India’s intelligence services have long been accused of orchestrating targeted killings in the country’s immediate neighbors, where a chaotic environment usually ensures little blowback.
But India has now shown hubris in thinking that what worked in places like Pakistan would also work in a place like the United States, said some of the observers, most of whom asked not to be identified because of the atmosphere of fear and retaliation in India today. The result — a plot against an American citizen, foiled by a U.S. government informant and exposed in federal court — is an embarrassing and damaging development.
Analysts said the structure of Mr. Modi’s administration could potentially explain elements of the recent developments. Mr. Modi’s top lieutenants are often siloed, and sometimes act unilaterally. And his national security adviser, Ajit Doval, a deeply experienced and complex fixture of the Indian political scene, is known not as a wonky military and diplomatic scholar, but as a former head of the domestic intelligence service with a penchant for covert field operations.
“A crucial Parliament election is months away,” said K.C. Singh, a former Indian ambassador. “B.J.P.’s hyper-nationalism plays well domestically,” he added, referring to Mr. Modi’s Bharatiya Janata Party.
Mr. Singh said that the Modi government’s amplification of the Sikh separatist issue, and the pursuit of its most vocal elements as targets worthy of any cost, was part of a pattern to project Mr. Modi as the nation’s protector. While the exposure of the plot may be embarrassing globally, inside India it sends the message that its government is working to neutralize threats.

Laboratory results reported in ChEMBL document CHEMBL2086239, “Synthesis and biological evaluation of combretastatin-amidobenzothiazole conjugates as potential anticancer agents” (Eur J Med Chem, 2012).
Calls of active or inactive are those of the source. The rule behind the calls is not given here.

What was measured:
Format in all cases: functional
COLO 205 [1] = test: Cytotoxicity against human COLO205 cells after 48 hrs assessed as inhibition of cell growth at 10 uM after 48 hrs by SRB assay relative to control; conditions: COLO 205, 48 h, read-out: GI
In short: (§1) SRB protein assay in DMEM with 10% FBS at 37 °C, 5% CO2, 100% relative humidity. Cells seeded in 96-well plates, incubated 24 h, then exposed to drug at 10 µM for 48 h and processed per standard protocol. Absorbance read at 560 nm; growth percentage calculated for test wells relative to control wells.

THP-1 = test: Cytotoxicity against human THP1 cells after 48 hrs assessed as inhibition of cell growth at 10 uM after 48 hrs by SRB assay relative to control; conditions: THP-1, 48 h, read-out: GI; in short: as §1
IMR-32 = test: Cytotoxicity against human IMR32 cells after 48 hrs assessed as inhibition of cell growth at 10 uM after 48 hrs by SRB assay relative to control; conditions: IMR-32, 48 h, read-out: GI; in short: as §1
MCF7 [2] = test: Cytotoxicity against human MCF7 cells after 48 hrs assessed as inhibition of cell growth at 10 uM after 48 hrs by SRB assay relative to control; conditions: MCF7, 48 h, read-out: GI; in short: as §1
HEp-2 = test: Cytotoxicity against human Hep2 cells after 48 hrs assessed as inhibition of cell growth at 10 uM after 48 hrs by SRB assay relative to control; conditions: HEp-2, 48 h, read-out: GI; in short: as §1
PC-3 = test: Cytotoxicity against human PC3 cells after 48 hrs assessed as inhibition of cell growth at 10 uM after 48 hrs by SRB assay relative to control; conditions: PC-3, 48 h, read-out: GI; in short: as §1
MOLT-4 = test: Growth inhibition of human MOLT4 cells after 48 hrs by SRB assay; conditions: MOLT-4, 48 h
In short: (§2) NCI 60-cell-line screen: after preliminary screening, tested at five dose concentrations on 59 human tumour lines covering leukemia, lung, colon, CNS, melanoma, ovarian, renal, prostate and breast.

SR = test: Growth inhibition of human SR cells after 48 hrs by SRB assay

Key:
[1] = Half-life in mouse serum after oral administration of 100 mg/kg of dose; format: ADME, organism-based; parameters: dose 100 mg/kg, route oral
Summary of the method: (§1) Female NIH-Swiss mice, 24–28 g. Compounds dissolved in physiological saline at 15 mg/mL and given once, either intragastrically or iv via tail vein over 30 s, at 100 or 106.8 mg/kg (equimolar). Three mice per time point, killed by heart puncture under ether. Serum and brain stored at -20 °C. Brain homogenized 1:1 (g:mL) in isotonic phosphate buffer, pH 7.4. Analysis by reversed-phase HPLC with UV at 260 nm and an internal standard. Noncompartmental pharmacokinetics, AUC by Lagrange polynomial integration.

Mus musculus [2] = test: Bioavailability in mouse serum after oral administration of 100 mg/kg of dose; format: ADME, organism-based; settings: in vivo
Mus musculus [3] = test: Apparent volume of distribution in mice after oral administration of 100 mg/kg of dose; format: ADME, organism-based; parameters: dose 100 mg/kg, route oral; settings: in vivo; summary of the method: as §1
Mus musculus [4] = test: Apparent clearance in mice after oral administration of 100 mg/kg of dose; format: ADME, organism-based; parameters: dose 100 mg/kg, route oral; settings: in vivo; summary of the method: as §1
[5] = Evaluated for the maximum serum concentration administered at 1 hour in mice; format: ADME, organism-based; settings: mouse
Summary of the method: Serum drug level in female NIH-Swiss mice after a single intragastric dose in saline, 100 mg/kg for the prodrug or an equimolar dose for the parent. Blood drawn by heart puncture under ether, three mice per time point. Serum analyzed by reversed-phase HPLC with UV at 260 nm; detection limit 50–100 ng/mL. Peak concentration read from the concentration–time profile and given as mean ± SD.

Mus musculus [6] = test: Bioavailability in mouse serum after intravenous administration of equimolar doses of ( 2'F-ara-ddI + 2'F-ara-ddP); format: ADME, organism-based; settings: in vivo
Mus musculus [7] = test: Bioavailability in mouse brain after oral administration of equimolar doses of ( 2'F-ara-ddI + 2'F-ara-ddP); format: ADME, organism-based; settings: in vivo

India has declared Sikh separatists abroad to be terrorists, while Western nations see them as activists who have at times crossed a line with calls to violence but whose right to free speech is protected by law. The activists’ belligerence, though, including targeting Indian diplomats with “blatant and implied violence,” has made things worse, Mr. Singh said.
“The stage was set for a mishap,” he said.
The Indian foreign ministry said it took the accusation as a matter of concern, and that the government had appointed a high-level committee of inquiry to look into it.
An Indian security official with knowledge of the developments rejected the idea that any plot was officially sanctioned, and said that Indian agencies have strong controls to avoid rogue elements.
Among analysts and diplomats in New Delhi, opinion was divided on just how high up in the leadership would officials be aware of a plot like the one described in the indictment. Some said the details in the court documents could point to the work of a rogue element. But most said that because of the risks involved and the setting — a friendly country of strategic significance at a particularly sensitive time — such a plot would have required clearance from very senior levels, and would have been difficult for rogue actors to conceal.
At those top levels are officials who sometimes appear to operate on varying tracks.